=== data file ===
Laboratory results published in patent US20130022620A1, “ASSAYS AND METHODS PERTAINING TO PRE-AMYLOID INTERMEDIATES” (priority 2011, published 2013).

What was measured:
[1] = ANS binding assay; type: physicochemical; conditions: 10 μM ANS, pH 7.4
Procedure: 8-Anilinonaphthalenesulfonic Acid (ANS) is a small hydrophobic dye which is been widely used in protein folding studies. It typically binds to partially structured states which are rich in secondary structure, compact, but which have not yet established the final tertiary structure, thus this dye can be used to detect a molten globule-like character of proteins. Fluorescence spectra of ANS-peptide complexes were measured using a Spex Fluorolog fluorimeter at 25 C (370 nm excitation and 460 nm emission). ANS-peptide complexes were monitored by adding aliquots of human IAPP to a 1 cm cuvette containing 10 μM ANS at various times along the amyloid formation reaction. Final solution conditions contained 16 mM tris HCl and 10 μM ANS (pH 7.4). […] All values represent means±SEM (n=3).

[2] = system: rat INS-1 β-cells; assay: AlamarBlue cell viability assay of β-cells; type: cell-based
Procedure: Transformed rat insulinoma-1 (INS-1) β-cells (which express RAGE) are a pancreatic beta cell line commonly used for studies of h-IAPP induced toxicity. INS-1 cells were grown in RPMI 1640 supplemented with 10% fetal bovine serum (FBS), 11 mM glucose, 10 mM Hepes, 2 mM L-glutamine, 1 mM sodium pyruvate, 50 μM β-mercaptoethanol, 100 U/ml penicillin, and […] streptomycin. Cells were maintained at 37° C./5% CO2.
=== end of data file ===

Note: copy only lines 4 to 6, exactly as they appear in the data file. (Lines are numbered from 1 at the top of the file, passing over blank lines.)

Procedure: 8-Anilinonaphthalenesulfonic Acid (ANS) is a small hydrophobic dye which is been widely used in protein folding studies. It typically binds to partially structured states which are rich in secondary structure, compact, but which have not yet established the final tertiary structure, thus this dye can be used to detect a molten globule-like character of proteins. Fluorescence spectra of ANS-peptide complexes were measured using a Spex Fluorolog fluorimeter at 25 C (370 nm excitation and 460 nm emission). ANS-peptide complexes were monitored by adding aliquots of human IAPP to a 1 cm cuvette containing 10 μM ANS at various times along the amyloid formation reaction. Final solution conditions contained 16 mM tris HCl and 10 μM ANS (pH 7.4). […] All values represent means±SEM (n=3).

[2] = system: rat INS-1 β-cells; assay: AlamarBlue cell viability assay of β-cells; type: cell-based
Procedure: Transformed rat insulinoma-1 (INS-1) β-cells (which express RAGE) are a pancreatic beta cell line commonly used for studies of h-IAPP induced toxicity. INS-1 cells were grown in RPMI 1640 supplemented with 10% fetal bovine serum (FBS), 11 mM glucose, 10 mM Hepes, 2 mM L-glutamine, 1 mM sodium pyruvate, 50 μM β-mercaptoethanol, 100 U/ml penicillin, and […] streptomycin. Cells were maintained at 37° C./5% CO2.